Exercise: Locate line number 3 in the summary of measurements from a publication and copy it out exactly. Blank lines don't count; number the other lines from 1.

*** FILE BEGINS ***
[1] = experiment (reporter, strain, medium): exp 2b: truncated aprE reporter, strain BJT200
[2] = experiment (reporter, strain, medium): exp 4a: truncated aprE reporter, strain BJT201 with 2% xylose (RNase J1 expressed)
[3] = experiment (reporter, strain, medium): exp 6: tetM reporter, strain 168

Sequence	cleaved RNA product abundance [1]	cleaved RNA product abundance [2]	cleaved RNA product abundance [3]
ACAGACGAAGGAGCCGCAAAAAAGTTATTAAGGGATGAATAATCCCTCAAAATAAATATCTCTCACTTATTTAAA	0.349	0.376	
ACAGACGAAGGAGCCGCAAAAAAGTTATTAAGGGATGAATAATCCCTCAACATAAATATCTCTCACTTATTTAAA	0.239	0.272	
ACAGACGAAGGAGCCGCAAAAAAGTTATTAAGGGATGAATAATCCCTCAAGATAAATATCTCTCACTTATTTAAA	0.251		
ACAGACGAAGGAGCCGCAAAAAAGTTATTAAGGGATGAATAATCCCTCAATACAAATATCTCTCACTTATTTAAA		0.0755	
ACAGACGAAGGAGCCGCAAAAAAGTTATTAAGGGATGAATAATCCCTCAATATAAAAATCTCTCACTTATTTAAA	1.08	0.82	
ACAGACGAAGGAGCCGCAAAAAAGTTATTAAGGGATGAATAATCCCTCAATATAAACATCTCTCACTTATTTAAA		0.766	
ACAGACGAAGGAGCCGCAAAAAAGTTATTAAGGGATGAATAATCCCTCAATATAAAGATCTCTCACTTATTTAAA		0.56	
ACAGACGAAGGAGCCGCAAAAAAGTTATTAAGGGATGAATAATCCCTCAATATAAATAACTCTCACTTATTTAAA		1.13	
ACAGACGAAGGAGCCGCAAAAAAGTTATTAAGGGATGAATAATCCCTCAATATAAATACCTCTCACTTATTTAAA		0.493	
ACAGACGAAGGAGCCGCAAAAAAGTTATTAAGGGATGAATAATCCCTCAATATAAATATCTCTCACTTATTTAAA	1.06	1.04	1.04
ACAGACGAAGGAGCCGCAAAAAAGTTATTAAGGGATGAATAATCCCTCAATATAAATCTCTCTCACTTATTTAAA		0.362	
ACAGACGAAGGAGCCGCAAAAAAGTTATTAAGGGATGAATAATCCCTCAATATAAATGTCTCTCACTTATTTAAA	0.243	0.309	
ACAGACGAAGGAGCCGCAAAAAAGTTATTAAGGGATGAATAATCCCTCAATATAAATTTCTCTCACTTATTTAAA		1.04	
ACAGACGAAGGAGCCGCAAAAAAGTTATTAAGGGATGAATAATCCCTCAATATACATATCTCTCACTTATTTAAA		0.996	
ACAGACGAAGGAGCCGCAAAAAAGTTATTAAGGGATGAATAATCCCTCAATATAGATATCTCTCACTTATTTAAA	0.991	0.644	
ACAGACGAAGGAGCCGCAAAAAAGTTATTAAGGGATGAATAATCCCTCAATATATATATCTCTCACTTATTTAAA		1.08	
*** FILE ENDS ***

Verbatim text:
[3] = experiment (reporter, strain, medium): exp 6: tetM reporter, strain 168